Good thing, because if the hole in LB 1's cranium is of biological and not of taphonomic origin, then who knows how anybody'd explain its adaptive significance in such a tiny-brained hominin.

But, going way back to Taung and the australopiths: They were, after all, bipedal and the big brain train had to pull out at some point!

And, stay tuned. I got a tip from one of the authors about a paper coming out soon that demonstrates how weak the obstetrical dilemma hypothesis is, for explaining fetal size and growth, given the current evidence and given what we know about maternal metabolism.

Notes
(1) Of course, these hypotheses don’t represent all of paleoanthropology. I just intended to cover the major bases. And you need to consider what many paleoanthropologists assume which is that brain tissue is expensive so something extraordinary must have kept up selection on its increasing size for the last 2.5 million years. The assumption is that if brains were cheap, everyone would have big ones, but I don’t buy that. I think it's clear that other species aren’t encephalized because they don’t have to be. They do just fine without big brains. We have a rather warped perspective on selection for encephalization, thanks to our presentism and our big brains.
(2) Thanks to K. Baab for the tip.

6 comments:

Ken Weiss said...

As usual, a very fine consideration of this latest adaptive interpretation of human fossil remains. The problem, goes beyond the juicy temptation to assert some specific adaptive mechanism--an open field for speculation as the record of that clearly shows.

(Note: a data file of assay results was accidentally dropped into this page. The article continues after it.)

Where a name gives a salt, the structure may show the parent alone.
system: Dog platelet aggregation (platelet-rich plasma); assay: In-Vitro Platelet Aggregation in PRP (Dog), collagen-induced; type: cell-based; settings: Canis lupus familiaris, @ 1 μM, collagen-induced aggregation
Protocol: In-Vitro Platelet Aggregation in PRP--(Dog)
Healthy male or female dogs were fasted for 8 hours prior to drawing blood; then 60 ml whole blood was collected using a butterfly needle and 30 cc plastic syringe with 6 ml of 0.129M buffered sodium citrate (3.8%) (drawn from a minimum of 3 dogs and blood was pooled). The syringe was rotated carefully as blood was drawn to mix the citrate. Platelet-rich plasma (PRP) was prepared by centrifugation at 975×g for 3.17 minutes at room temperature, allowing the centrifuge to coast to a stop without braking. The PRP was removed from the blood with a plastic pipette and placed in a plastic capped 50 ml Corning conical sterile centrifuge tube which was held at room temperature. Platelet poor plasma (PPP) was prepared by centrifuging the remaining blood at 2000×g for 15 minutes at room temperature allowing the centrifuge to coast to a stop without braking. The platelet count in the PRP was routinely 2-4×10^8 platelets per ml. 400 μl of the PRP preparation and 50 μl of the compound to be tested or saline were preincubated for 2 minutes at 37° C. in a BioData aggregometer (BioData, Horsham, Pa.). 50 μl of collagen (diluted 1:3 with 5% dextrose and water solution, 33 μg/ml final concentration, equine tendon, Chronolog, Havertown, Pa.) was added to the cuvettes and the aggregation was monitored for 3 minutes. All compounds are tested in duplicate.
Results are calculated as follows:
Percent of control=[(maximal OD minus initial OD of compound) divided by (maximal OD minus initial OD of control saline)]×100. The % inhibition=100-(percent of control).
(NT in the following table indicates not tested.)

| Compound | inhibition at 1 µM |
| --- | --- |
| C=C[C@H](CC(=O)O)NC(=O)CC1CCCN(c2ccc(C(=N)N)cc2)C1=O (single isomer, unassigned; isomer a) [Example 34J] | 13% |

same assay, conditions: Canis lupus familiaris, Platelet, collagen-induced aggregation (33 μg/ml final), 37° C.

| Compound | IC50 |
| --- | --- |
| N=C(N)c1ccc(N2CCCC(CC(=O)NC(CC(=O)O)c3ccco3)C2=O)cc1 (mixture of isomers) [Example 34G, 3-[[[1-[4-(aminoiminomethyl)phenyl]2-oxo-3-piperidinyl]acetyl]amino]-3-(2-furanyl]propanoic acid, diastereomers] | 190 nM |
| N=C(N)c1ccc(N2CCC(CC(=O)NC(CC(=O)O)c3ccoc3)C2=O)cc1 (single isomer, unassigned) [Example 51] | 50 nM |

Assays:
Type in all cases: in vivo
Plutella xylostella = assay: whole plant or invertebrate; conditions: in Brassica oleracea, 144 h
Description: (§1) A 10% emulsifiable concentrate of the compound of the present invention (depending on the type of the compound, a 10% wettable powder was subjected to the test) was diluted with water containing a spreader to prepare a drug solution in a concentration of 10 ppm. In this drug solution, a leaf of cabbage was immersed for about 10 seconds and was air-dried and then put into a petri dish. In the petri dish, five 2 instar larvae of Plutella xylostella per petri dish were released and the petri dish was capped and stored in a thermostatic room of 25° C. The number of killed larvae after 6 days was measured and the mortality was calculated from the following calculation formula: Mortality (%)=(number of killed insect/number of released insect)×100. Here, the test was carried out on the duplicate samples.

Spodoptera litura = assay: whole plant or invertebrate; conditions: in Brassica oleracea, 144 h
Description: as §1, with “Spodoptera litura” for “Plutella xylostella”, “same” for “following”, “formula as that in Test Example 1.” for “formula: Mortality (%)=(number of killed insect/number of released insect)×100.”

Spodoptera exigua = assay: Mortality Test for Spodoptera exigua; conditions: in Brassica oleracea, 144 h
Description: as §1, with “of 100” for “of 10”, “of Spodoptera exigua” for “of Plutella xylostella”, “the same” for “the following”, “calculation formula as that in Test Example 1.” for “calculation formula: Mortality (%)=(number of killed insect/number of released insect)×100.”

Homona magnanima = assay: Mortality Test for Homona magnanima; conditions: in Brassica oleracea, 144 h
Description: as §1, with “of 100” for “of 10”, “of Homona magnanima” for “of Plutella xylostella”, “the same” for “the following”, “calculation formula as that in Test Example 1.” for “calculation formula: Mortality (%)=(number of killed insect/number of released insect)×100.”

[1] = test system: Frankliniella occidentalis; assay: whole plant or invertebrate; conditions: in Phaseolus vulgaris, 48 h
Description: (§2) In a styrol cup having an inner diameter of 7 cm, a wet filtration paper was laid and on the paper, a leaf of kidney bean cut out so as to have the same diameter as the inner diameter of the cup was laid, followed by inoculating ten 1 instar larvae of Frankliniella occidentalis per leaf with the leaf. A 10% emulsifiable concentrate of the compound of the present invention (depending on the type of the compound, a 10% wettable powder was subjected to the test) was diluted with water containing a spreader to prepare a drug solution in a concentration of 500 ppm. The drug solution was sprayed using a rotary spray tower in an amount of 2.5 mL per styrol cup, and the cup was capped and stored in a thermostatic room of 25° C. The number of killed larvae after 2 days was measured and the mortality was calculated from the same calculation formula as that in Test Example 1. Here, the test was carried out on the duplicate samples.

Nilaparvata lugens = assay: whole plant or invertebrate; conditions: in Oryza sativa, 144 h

The problem is that if you assume adaptation (that is, that the trait is really a trait and it really was affected by natural selection), then you are clearly not constrained by the facts to a particular interpretation.

And if you are more circumspect about selective determinism, then there is no good way to prove neutrality--that, in some way, the trait existed not because of an adaptive force at all, or that it reflects correlated evolution related to some other trait affected by development and/or the same set of gene(s).

And finally, the reward system favors not being very circumspect. This is why many people, largely correctly I'm sad to say, feel that 'anthropology is just story-telling.'

Ken Weiss said...

My point can perhaps be made another way. What about the 'aquatic ape' hypothesis? If we evolved 'to' swim in Lake Victoria, does having a big head make swimming easier, and hence could that have demanded the metopic suture in some way?

Or, to invoke Dean Falk's own earlier hypothesis,the 'radiator hypothesis', does a big head owe its evolution to head dissipation, rather than any of your Big 3 traditional reasons (I haven't read the PNAS paper yet, so don't know if Dean addressed this).

Holly Dunsworth said...

I'm hoping that people can read both meanings of my title. I worked so hard on it! Dedicated to all the grammar lovers out there.

Ken Weiss said...

Anyone who can't see that clever pun has...a hole in their head!

occamseraser said...

RE: the hole in the head of LB1, check out Kaifu et al.'s recent paper in the J. Human Evol. It's a detailed analysis of the cranium, and it has micro-CTs of the bregmatic region in question (which Brown et al. [2004 Nature] noted was damaged during the excavation).

BTW, do you buy DeSilva's PNAS argument?

Holly Dunsworth said...

Thanks, I will when I'm back on campus with access. Is it contra Brown? Is that why you mention it?

About DeSilva's PNAS paper on large australopith neonates... I'm having trouble understanding the methods and their implications well enough to have an opinion other than my high opinion of Jerry as a conscientious scientist. I tend, as we all should, to be skeptical about models that are based on so many assumptions and unknowns.